Turkish President Recep Tayyip Erdogan makes a speech at the Presidential Palace in Ankara.
(photo credit: REUTERS)
Recep Tayyip Erdogan maneuvered to force out Turkish Prime Minister Ahmet Davutoglu, demonstrating that the powerful president does not need the strong executive presidency he seeks since he already wields almost absolute power.
This is the latest sign that Erdogan has consolidated power to such an extent that he can do almost anything he wants. He and his AK Party are working to Islamize the state and its foreign policy all the while continuing to crack down on the media and purge members of the judiciary and police.
Davutoglu apparently became too powerful and independent for Erdogan’s liking and it is almost assured that his replacement will be even more of a sycophant.
This also is a sign that the more power Erdogan acquires, the more erratic his behavior becomes.
“There seems to be a rushed feeling to it, that it happened in the middle of the week and not on the weekend when the stock market is closed,” Dr. Aykan Erdemir, a member of the Turkish parliament from 2011 to 2015 and a senior fellow at the Washington-based Foundation for Defense of Democracies, told The Jerusalem Post
in an interview.
The stock market dropped 7 percent in the past week and this “doesn’t fit Erdogan’s narrative of stability,” he said, adding that Erdogan appears to be relying on a small group of close aides.
According to speculation in the Turkish media, the prime minister was not completely following Erdogan’s line and this became a problem since he demands full loyalty and compliance, Erdemir said.
Domestically, Erdogan probably lost confidence that Davutoglu would successfully push through the constitutional change required to put in place an executive presidential system.
In the international arena, the Turkish president “was unhappy with the prime minister’s growing profile and his active EU policies, which leveraged relations with Turkey with himself and against Erdogan.”
Furthermore, Davutoglu had planned to meet with President Barack Obama in private, in contrast to Erdogan’s failure to schedule such a meeting on his visit to the US at the beginning of April.
“Davutoglu’s better reception in DC made Erdogan furious, people say,” continued Erdemir.
“At the end of this month Davutoglu will be replaced with a ‘yes man,’” he said, adding that Erdogan’s son-in-law, Energy and Natural Resources Minister Berat Albayrak, or the president’s longtime ally Transport, Maritime Affairs and Communications Minister Binali Yildirim, could receive the post.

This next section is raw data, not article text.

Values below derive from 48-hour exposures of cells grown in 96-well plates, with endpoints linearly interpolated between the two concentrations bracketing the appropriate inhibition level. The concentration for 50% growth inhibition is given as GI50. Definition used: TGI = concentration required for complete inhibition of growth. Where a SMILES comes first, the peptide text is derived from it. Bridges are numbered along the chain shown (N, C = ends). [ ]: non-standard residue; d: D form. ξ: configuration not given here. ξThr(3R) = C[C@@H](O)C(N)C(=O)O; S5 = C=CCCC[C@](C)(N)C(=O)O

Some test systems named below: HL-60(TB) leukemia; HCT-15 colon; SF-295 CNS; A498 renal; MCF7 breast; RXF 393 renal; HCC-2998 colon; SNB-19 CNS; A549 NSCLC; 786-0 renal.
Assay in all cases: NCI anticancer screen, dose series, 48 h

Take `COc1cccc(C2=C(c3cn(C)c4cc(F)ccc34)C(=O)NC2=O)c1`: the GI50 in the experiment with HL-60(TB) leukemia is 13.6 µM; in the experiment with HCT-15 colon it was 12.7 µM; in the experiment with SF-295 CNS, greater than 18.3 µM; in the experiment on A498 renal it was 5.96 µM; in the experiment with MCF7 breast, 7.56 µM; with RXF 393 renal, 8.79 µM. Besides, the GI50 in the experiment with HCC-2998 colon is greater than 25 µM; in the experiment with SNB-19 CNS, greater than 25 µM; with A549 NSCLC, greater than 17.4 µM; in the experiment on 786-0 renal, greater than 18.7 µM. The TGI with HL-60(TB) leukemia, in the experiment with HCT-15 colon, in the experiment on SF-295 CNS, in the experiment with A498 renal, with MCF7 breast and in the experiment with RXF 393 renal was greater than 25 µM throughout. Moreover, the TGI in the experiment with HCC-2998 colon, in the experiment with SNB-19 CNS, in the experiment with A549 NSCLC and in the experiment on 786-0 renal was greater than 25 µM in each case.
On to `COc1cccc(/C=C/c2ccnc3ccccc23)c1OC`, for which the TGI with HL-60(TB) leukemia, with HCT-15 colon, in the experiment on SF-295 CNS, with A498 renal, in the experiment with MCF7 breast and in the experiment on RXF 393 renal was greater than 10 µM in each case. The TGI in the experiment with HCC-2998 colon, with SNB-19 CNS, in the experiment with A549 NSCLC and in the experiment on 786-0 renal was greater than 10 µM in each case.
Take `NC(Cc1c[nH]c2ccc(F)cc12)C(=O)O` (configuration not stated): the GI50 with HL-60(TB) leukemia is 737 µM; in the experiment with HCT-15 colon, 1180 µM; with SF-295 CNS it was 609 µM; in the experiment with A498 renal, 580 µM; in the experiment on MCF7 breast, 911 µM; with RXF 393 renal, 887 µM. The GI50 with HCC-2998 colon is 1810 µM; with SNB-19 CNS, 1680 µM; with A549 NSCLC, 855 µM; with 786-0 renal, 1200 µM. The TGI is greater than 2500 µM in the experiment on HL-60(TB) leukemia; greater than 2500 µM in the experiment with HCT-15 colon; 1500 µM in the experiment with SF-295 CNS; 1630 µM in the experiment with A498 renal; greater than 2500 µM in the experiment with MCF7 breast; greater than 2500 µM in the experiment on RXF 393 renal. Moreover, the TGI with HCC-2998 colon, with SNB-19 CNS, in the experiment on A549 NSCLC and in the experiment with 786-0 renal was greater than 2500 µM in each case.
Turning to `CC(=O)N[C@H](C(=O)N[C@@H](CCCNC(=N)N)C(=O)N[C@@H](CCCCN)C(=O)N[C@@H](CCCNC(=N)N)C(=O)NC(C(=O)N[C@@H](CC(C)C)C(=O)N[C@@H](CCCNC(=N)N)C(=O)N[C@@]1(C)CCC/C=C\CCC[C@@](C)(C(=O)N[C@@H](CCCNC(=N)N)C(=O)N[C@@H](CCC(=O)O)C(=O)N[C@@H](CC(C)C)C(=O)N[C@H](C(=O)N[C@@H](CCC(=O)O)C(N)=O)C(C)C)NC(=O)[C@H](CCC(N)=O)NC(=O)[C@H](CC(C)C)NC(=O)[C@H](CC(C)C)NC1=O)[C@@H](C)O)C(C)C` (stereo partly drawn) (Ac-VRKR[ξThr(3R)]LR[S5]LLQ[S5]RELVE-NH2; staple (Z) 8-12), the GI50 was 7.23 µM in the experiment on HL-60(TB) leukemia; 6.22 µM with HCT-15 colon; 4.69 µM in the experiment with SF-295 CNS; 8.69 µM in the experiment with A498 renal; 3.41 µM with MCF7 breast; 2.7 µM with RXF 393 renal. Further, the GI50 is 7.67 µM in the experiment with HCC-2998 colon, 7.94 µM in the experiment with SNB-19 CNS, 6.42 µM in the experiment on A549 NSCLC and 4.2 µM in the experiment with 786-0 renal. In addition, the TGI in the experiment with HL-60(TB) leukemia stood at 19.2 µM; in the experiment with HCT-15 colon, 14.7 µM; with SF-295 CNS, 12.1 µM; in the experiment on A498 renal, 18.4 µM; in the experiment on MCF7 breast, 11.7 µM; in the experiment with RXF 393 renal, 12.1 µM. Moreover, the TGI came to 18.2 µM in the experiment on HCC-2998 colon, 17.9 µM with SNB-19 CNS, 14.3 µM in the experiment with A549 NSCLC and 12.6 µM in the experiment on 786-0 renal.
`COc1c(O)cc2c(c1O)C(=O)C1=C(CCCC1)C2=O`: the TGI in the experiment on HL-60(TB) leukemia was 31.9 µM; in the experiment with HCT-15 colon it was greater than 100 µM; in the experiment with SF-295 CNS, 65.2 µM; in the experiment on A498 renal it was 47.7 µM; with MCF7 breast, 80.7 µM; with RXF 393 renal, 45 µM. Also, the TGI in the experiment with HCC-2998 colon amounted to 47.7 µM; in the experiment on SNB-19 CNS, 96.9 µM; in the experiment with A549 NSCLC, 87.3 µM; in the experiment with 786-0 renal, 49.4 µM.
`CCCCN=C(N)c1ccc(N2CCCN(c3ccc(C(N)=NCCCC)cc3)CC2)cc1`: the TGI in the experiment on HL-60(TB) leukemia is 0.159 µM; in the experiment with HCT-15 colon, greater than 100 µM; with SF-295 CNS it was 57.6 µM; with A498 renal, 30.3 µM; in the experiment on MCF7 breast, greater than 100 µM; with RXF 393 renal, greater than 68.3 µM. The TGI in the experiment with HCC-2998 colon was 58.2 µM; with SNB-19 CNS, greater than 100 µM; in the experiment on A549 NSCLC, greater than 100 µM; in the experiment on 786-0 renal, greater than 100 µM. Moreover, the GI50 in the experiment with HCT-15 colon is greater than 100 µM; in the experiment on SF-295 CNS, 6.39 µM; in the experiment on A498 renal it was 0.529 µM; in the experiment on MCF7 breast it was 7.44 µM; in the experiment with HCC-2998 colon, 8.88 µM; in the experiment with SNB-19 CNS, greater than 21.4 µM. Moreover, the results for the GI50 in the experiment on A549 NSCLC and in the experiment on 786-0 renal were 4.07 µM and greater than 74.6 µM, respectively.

Asked about the constitutionality of the dismissal of the prime minister, Erdemir responded that the latest move is 100 percent against the constitution because the president is supposed to be nonpartisan and not involved in party politics.
“Erdogan is no longer a member of the AKP and so he cannot have a say in its internal affairs,” the former Turkish parliament member asserted.
“In the past Turkey had military coups, but I call this a palace coup,” said Erdemir.
“Davutoglu likely got overconfident and started acting independently, forgetting what a control freak Erdogan is.”
Asked what former academic Davutoglu’s future might hold, Erdemir speculated that just like other politicians who fell out with Erdogan, he could be offered a cushy job where the president can keep an eye on him.
Questioned as to anything Davutoglu could do to resist, Erdemir replied that “he is probably looking into how he can fight back, but he knows his chances are nil because of his weak support within AKP, which is to a great extent loyal to Erdogan.”
There is already a de facto executive presidential system, argued Erdemir, adding that “there has never been a more powerful leader in Turkish history.”
The checks and balances are gone and now it can be expected that the government will move forward with plans to revoke parliamentary immunity of pro-Kurdish deputies it deems are supporting terrorism, and will brutally crack down on all dissidents, he said.